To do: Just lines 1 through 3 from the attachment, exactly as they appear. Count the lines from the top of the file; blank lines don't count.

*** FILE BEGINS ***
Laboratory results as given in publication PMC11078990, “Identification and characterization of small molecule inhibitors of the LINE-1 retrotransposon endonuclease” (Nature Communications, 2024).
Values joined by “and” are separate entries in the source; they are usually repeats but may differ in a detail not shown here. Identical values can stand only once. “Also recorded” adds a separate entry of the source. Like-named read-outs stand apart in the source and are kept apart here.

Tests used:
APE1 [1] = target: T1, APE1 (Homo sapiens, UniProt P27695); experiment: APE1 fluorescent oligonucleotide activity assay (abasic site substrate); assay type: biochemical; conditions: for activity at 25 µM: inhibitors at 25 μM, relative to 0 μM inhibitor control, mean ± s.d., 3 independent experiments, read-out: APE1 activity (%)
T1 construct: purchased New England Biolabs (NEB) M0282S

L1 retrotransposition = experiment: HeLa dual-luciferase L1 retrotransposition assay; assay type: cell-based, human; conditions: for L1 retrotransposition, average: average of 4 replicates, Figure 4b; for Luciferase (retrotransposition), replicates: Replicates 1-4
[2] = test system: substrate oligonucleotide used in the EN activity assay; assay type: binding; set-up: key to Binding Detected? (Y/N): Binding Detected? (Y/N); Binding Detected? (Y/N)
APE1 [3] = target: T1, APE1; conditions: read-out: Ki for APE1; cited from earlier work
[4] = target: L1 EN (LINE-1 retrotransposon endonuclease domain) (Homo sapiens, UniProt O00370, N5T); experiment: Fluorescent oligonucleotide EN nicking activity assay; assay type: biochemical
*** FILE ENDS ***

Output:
Laboratory results as given in publication PMC11078990, “Identification and characterization of small molecule inhibitors of the LINE-1 retrotransposon endonuclease” (Nature Communications, 2024).
Values joined by “and” are separate entries in the source; they are usually repeats but may differ in a detail not shown here. Identical values can stand only once. “Also recorded” adds a separate entry of the source. Like-named read-outs stand apart in the source and are kept apart here.

Tests used: